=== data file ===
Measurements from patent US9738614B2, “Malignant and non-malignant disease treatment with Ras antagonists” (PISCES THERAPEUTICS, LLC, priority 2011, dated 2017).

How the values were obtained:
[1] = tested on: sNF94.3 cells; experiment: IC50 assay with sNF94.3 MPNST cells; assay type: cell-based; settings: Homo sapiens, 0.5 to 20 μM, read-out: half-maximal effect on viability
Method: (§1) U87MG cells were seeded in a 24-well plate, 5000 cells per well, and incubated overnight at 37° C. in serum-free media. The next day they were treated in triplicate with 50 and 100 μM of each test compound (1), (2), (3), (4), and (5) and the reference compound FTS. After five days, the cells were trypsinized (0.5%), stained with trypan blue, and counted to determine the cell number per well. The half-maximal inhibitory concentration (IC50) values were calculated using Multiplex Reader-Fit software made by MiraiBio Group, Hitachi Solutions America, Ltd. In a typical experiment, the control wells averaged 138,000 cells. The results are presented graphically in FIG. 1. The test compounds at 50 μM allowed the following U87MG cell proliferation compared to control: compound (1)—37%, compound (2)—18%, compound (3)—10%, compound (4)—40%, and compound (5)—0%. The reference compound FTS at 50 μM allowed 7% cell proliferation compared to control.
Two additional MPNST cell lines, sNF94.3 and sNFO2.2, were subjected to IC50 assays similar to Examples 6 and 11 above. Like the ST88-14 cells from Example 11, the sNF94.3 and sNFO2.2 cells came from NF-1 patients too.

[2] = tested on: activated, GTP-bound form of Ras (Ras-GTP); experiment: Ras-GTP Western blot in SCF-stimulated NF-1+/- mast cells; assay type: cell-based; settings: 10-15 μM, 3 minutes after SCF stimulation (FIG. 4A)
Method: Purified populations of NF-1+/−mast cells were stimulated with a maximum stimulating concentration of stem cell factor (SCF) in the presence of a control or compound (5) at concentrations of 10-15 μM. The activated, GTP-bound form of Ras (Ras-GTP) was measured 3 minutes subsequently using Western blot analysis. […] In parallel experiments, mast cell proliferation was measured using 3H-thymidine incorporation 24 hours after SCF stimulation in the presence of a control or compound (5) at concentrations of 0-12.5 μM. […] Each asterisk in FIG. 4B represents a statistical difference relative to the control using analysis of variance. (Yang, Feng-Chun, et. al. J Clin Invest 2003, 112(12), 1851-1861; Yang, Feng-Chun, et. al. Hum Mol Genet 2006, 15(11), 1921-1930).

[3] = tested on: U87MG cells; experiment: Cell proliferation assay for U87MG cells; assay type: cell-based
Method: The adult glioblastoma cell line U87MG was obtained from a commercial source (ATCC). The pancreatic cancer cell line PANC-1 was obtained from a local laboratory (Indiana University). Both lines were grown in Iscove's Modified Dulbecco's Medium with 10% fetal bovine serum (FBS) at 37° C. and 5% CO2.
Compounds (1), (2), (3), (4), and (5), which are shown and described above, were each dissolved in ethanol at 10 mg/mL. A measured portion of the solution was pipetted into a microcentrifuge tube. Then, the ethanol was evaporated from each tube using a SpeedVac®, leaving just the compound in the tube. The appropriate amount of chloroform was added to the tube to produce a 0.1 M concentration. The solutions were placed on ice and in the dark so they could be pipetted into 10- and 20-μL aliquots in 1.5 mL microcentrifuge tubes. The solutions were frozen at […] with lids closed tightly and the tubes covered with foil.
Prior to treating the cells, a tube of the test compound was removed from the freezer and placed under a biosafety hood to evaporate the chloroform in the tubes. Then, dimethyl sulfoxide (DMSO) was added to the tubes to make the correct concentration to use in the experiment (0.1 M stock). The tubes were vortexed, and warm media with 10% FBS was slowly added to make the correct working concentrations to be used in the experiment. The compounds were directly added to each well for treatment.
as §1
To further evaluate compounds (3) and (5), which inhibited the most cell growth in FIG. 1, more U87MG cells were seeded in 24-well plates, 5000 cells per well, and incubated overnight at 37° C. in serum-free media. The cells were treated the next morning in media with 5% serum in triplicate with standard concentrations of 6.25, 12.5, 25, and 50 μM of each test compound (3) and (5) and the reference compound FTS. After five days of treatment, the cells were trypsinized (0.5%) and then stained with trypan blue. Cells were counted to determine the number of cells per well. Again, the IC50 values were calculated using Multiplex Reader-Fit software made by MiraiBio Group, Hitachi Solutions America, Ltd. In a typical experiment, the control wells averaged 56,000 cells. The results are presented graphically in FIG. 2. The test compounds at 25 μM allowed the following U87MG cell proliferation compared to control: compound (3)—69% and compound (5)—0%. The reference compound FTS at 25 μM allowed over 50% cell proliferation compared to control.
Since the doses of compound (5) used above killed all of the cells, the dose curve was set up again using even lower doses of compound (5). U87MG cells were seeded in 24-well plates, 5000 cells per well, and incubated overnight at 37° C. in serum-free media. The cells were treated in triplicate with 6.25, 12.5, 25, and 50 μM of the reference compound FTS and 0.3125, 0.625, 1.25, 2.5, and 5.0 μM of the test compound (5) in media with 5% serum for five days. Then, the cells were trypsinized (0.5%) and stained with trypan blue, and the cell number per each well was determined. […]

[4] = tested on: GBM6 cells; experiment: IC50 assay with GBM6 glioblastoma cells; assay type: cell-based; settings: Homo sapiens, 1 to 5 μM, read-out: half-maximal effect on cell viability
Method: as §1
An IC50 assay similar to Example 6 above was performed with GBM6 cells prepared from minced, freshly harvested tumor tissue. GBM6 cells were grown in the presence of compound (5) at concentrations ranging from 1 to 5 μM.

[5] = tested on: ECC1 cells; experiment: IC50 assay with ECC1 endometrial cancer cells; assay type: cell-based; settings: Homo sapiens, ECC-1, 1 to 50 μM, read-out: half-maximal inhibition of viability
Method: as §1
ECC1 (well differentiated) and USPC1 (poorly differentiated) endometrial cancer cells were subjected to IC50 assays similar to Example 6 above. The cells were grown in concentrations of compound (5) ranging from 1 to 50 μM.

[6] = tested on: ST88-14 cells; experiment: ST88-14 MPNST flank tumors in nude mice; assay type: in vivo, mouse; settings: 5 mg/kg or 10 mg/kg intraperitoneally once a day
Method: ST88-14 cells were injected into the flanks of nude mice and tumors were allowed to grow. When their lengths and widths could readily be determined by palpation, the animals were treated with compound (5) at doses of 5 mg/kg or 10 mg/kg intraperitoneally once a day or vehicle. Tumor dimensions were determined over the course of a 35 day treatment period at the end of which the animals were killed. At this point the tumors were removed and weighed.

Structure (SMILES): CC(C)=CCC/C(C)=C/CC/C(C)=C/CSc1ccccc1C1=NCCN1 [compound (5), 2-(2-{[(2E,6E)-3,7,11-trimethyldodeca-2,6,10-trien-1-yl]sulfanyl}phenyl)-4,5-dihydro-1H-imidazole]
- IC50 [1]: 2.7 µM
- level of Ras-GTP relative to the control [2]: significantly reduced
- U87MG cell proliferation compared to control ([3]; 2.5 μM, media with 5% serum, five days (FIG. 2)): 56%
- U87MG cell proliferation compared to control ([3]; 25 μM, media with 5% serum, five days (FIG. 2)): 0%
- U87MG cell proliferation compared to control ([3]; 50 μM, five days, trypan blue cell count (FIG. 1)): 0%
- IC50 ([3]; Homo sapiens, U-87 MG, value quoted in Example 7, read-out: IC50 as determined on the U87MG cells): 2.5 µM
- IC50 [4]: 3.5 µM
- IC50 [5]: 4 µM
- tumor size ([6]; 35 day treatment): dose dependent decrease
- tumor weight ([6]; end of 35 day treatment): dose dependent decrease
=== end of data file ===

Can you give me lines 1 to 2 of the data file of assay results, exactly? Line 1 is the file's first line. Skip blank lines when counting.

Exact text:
Measurements from patent US9738614B2, “Malignant and non-malignant disease treatment with Ras antagonists” (PISCES THERAPEUTICS, LLC, priority 2011, dated 2017).

How the values were obtained: